The area of Fairmount Park where police found a murder victim Tuesday morning. Photo | Google Maps
Police have identified the woman who was found dead in Fairmount Park early Tuesday morning as Toy Charda Bryant, age 26, of Chester. Police say there are no updates at this time on the investigation of who killed Bryant.
Bryant was found face down and handcuffed, approximately 10 feet from the road. At a press conference yesterday afternoon, Homicide Capt. James Clark ran through a list of injuries the woman had sustained: one stab wound in her upper left torso, multiple stab wounds in her back, defensive wounds on her hands, and a gunshot wound on the back of her head. She also has three tattoos: the word “Loyal” on her chest, “Ka$h” on her right wrist, and a rose on her right thigh. Read more »
Photo | Google Maps
Update: Police are hoping a couple of tattoos can help them to identify a young woman who was found brutally murdered in Fairmount Park early Tuesday morning.
Philadelphia police found the body of a woman in Fairmount Park Tuesday morning.
The victim, who was found near a wooded area on Georges Hill Drive near the Mann Center, was face down and handcuffed, with a stab wound to her upper left torso, according to police. She was pronounced dead at 8:30 a.m. and no weapon has been recovered. Read more »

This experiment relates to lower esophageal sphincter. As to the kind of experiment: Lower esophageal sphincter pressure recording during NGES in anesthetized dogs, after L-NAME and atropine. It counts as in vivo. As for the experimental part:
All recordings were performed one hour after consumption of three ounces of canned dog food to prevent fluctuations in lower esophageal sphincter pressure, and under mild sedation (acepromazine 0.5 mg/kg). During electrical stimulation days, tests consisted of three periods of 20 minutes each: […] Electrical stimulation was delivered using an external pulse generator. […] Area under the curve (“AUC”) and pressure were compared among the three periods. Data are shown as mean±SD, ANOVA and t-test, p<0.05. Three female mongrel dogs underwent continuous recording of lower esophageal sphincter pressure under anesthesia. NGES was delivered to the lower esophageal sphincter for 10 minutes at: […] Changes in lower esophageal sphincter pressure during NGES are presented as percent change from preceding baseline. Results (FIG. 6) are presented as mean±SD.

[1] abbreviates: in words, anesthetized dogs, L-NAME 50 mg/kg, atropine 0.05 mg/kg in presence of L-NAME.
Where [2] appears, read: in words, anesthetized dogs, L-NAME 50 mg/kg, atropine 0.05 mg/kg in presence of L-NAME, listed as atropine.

Rendering of Parks on Tap on the Schuylkill Banks at the Walnut Street Bridge
Earlier this year, we told you that Philadelphia’s Parks & Recreation Department and the Fairmount Park Conservancy were accepting proposals to operate a rotating series of beer gardens in the city’s green spaces. It has now been announced that Avram Hornik and his FCM Hospitality will be the operator of these pop-up beer gardens known as Parks on Tap.
Hornik is the operator of the hugely successful Morgan’s Pier along the Delaware River and in the past has run Winterfest at Penn’s Landing and the 2013 PHS Pop-Up Garden on Broad Street. This summer, he will try to recreate those magical spaces at 14 locations around the city. Up first is the Schuylkill Banks. The pop-up along the river will run from Wednesday, June 29th through the 4th of July, before heading to 13 other locations in city parks.
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By James D. McCabe from “The Illustrated History of the Centennial Exposition Held In Commemoration of the One Hundredth Anniversary of American Independence.” Public domain from The Cooper Collections of U.S. History.
Today marks the 140th anniversary of the opening of the 1876 Centennial Exposition, which brought nearly 10 million visitors — almost a fifth of the nation’s population — to Philadelphia’s Fairmount Park to view what were then the Wonders of the World. This great World’s Fair — the official title was “The 1876 International Exhibition of Arts, Manufactures, and Products of the Soil and Mine” — was the first ever held in the United States. It introduced attendees to a host of new technological inventions and some really tasty foods, and forever changed the landscape of the city. Decisions made by the Centennial Committee as to roads, buildings, gardens and vistas continue to reverberate today. Here are ten things you might not know about the greatest party this city ever held. Read more »